Stocks waver, crypto sinks, dollar jumps as investors hold fire ahead of Jackson Hole
Good morning, Bull Sheeters.
There’s a distinct risk-off cloud hanging over the global markets as investors count down the hours to the annual Jackson Hole confab of central bankers. Asia and Europe are awash in red, though off their lows. U.S. futures are flat.
Crypto looks worse. For a third straight day, Bitcoin is in decline. It’s now fallen nearly 7% since breaking through the $50,000 mark over the weekend.
Let’s see what else is moving markets. We begin in Asia.
- Asia is mostly lower, with the Hang Seng down 1.5% in afternoon trading.
- For the second straight day, Chinese tech stocks were the big drag, with Alibaba, Meituan and Apple supply partner AAC Tech lower in afternoon trading.
- The European bourses are under pressure with the Stoxx Europe 600 down nearly 0.7% at the start.
- And you think the supply chain woes in your part of the world are bad… There’s an island in the North Atlantic that’s fast running out of McDonald’s milkshakes, chicken dinners and petrol, and now economists are worried these shortages could derail the recovery. Where, pray tell, is this down-on-its-luck place? Psst, you can find it here, above France and east of Ireland.
- Shares in Gazprom fell nearly 1% yesterday in Moscow after the Russian oil and gas giant ran into fresh legal troubles in Germany that could impact the future of its highly controversial Nord Stream 2 pipeline.
- U.S. futures are lower this morning, putting the S&P 500’s five-day winning streak in jeopardy. Yesterday, the S&P and Nasdaq hit new all-time highs with financials and energy leading the way.
- Investors await Fed chief Jerome Powell’s big Jackson Hole speech tomorrow for signs when (and if) the central bank will begin tapering. Spoiler: fireworks are unlikely.
- Shares of Salesforce are up 1.9% in pre-market trading after the software giant reported a big bottom-line beat and raised its full-year outlook, boosted by one of its newest acquisitions, Slack.
- Gold is down, trading below $1,790.
- The dollar is gaining with stocks wobbly this morning.
- Crude is lower, with Brent hovering below $71/barrel.
- Bitcoin continues its slide, sinking below $47,000, erasing all of the last week’s gains.
By the numbers
The S&P 500 is on a five-day winning streak, a rally that’s put it into all-time-high territory again and again again. The benchmark has now closed at a new ATH a staggering 51 times so far in 2021. When I first mentioned this streak a weeks ago, I thought the S&P had a decent shot of surpassing the 2017 level (62), but figured the 1995 record was a real long shot (77). At the rate we’re going, I would not be se surprised if we saw that record fall by Thanksgiving. And, following the recent run, the S&P is now more than double its pandemic-crash low of 2,237.40 reached on March 23, 2020.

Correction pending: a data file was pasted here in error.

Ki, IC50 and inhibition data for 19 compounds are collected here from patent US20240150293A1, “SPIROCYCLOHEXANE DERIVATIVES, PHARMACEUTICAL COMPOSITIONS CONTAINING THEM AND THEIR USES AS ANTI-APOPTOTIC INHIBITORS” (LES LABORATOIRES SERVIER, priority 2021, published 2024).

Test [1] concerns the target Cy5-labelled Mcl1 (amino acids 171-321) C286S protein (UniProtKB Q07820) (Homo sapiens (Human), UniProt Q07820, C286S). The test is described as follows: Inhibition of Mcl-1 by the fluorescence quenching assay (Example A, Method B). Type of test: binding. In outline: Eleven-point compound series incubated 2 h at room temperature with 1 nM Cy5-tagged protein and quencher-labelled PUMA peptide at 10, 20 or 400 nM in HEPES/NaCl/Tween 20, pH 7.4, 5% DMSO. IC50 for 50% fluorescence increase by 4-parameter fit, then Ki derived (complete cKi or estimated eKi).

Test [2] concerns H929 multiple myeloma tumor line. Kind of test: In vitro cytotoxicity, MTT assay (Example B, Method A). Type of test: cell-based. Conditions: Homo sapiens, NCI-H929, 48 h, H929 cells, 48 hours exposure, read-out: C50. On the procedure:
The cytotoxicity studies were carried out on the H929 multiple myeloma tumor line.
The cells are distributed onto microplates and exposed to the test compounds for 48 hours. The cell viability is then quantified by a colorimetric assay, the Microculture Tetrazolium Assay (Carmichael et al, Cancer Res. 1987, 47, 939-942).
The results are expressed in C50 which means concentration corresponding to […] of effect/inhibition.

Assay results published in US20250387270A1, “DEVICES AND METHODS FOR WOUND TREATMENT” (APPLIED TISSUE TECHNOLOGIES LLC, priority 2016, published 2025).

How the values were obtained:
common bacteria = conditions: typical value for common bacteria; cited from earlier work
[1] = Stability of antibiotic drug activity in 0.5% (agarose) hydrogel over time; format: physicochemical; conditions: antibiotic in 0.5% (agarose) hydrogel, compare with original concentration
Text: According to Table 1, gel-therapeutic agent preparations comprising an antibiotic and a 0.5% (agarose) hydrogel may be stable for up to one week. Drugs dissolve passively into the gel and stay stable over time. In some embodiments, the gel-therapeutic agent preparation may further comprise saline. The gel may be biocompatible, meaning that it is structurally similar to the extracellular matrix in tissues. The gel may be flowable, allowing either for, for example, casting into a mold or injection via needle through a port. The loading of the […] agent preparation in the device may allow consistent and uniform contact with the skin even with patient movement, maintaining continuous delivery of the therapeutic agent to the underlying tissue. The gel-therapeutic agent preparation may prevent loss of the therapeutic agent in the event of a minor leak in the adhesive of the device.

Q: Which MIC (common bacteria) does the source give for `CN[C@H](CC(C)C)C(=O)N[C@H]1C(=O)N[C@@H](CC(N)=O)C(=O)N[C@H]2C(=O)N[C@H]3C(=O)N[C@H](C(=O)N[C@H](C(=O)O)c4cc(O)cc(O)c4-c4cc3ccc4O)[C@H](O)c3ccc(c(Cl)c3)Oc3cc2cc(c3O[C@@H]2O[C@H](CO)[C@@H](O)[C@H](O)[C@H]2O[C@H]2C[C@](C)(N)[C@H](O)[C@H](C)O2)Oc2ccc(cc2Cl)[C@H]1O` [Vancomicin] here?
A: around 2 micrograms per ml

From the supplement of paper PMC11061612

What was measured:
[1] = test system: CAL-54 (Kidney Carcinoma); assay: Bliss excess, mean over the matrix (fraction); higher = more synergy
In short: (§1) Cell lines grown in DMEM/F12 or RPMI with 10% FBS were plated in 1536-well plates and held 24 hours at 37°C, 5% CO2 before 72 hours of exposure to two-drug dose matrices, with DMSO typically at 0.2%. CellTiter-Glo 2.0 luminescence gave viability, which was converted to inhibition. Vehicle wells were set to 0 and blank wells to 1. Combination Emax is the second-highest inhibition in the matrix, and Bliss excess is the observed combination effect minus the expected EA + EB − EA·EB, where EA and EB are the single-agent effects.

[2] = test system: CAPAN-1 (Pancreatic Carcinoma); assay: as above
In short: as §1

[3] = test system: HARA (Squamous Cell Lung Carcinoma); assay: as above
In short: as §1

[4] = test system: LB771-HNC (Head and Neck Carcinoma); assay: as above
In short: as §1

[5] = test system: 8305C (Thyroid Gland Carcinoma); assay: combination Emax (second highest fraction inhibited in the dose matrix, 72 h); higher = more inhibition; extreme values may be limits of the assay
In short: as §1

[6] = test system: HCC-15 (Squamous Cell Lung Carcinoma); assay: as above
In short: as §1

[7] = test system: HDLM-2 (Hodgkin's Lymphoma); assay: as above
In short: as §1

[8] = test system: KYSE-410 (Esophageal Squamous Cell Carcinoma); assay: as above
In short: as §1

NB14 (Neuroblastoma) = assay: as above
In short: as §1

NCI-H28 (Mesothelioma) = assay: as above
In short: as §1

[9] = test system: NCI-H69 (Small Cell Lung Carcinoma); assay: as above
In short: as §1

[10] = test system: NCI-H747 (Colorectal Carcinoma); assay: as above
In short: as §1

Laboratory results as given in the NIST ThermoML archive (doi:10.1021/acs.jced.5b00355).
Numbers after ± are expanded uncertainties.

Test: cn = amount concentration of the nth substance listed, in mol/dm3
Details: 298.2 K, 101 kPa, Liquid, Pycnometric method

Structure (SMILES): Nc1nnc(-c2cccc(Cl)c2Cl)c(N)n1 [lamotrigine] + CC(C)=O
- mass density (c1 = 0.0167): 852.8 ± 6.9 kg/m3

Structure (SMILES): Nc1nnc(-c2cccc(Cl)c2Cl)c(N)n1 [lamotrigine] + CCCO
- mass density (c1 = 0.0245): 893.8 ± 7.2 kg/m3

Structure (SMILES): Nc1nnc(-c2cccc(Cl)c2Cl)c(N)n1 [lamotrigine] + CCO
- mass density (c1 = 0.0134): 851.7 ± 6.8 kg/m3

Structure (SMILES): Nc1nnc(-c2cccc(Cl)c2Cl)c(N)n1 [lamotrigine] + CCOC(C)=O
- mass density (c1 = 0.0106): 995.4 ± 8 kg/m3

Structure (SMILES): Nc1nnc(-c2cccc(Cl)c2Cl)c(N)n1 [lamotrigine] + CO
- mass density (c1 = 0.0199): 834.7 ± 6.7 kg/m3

Another impressive characteristic of the S&P: it’s been remarkably consistent. It’s hit a new all-time highs each month this year. “Every month so far in 2021 has seen a new high, 8 for 8,” writes LPL Financial chief market strategist Ryan Detrick. “Only once have all 12 months made a new all-time high, and that was in 2014. This is somewhat surprising, given the S&P 500 gained only 11.4% in 2014, but it was a very slow and persistent move. Most investors (including this author) would guess it was 1995, but that spectacular year saw new highs in ‘only’ 10 months.”
In the past month, the benchmark S&P is up 1.9%. (Given all these record closes, you might be disappointed by that performance.) The big winner so far is financials, up 6.6% in the past month as investors bet tapering is in the cards, and, further out, interest rates will climb. Add a $1.2 trillion infrastructure deal, and you can see why investors are bullish on banks.
Have a nice day, everyone. There’s more news below.
As always, you can write to email@example.com or reply to this email with suggestions and feedback.
Some of these stories require a subscription to access. There is a discount offer for our loyal readers if you use this link to sign up. Thank you for supporting our journalism.
The CEO/movie star pay gap
These aren't the best of times for the stars of the big screen. The COVID pandemic has essentially shut cinemas around the world, depriving actors and actresses of a vital income stream. "For high-earning CEOs, the trend is exactly the opposite," writes Fortune's Geoff Colvin.
Our mission to make business better is fueled by readers like you. To enjoy unlimited access to our journalism, subscribe today.